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In a community that takes rights seriously, consent features pervasively in both moral and legal discourse as a justifying reason: stated simply, where there is consent, there can be no complaint. However, without a clear appreciation of the nature of a consent-based justification, its integrity, both in principle and in practice, is liable to be compromised.
This book examines the role of consent as a procedural justification, discussing the prerequisites for an adequate consent -- in particular, that an agent with the relevant capacity has made an unforced and informed choice, that the consent has been clearly signalled, and that the scope of the authorisation covers the act in question. It goes on to highlight both the Fallacy of Necessity (where there is no consent, there must be a wrong) and the Fallacy of Sufficiency (where there is consent, there cannot be a wrong). Finally, the extent to which the authority of law itself rests on consent is considered.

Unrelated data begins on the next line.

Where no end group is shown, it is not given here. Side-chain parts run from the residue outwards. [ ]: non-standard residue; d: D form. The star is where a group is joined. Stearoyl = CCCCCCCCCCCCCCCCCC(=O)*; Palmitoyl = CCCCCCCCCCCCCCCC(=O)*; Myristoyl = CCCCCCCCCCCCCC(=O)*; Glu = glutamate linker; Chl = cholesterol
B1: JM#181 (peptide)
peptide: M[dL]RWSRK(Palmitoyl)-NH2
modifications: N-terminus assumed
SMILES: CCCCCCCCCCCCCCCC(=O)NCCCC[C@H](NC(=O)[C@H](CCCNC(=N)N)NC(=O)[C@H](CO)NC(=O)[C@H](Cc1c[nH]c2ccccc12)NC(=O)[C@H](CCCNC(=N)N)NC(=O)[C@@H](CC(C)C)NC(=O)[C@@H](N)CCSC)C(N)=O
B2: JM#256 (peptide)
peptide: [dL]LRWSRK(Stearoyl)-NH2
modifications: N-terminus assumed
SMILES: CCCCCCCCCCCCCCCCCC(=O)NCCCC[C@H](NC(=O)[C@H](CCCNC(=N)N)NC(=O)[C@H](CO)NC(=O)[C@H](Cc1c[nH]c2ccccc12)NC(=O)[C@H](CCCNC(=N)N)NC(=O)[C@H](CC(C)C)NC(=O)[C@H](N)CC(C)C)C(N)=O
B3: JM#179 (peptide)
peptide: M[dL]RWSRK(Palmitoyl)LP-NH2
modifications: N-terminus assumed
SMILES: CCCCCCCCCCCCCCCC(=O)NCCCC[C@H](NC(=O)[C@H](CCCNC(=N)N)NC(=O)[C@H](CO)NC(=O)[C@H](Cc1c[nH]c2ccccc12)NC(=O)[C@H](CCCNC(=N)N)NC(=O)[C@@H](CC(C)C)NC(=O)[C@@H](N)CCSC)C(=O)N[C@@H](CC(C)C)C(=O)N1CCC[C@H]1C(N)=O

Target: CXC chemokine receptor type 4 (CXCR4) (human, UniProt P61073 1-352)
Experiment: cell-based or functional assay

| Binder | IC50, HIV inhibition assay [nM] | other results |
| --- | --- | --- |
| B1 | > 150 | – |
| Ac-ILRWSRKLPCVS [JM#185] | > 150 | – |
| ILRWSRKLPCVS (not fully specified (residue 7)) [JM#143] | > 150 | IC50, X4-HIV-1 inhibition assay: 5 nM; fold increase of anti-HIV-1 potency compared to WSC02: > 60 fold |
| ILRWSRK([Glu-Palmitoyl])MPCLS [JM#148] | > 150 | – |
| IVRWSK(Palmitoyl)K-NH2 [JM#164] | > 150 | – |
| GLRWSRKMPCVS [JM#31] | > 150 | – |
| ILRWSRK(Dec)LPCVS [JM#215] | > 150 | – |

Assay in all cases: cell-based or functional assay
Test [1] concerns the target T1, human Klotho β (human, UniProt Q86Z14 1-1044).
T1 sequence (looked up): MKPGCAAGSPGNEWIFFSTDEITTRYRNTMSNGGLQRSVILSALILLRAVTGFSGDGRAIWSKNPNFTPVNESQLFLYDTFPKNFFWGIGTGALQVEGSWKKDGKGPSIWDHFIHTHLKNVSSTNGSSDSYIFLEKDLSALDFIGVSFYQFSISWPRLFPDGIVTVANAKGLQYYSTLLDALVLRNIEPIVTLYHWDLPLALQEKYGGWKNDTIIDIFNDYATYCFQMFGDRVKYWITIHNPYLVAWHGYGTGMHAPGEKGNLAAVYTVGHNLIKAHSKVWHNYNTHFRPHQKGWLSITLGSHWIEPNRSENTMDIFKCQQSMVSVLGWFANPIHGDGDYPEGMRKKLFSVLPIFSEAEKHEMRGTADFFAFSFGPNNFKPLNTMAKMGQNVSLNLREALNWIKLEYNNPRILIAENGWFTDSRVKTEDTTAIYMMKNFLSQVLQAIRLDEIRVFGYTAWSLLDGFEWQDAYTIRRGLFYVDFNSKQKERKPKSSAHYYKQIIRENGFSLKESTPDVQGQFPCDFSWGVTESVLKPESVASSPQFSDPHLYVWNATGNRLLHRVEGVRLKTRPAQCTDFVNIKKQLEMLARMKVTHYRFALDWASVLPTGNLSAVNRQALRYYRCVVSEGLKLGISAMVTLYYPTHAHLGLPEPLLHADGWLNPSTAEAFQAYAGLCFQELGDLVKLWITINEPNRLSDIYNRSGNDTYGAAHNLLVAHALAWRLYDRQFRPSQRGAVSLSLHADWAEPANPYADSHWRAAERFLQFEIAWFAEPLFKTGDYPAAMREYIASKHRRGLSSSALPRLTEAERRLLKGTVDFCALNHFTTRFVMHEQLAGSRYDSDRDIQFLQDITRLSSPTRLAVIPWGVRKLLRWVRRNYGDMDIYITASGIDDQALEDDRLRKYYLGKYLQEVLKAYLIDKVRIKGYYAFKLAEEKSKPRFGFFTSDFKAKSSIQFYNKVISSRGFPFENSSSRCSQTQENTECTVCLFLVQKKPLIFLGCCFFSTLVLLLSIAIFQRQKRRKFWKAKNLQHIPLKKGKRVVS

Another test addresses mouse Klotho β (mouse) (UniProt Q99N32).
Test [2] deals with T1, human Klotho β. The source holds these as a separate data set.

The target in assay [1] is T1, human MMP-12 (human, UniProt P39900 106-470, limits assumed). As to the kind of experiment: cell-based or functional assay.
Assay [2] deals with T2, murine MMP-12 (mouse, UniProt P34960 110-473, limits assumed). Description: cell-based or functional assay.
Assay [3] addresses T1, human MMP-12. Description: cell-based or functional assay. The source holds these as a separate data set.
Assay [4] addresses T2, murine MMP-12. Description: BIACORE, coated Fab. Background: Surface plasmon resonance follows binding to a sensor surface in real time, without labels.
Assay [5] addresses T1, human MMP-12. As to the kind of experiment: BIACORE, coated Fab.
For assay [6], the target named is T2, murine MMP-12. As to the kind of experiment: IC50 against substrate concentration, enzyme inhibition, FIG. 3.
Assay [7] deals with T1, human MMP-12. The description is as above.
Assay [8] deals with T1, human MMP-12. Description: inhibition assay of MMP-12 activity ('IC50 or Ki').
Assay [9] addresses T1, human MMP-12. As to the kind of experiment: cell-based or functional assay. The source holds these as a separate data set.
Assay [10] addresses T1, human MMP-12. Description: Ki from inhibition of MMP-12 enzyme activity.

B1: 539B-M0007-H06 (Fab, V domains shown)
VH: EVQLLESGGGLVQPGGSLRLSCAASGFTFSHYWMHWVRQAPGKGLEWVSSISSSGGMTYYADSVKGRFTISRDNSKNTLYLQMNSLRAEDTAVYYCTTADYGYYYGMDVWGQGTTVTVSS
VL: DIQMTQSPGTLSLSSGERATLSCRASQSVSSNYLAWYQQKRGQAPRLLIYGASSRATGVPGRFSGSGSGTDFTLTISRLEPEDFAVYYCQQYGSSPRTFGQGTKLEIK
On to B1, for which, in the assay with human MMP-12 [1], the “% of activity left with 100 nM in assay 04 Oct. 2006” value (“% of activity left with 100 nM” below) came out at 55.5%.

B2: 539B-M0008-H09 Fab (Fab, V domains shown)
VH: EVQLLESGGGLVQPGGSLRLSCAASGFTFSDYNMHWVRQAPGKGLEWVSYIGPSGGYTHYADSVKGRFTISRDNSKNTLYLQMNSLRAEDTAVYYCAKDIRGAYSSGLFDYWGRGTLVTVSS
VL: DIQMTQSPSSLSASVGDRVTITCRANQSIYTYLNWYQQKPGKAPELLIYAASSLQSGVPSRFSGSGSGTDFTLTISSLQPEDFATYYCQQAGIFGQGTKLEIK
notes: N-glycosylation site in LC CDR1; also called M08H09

If the familiarity of consent-based justification engenders confusion and contempt, the analysis in this book acts as a corrective, identifying a range of abusive or misguided practices that variously under-value or over-value consent, that fictionalise it or that are fixated by it, and that treat it too casually or too cautiously. In short, the analysis in Consent in the Law points the way towards recognising an important procedural justification for precisely what it is as well as giving it a more coherent application.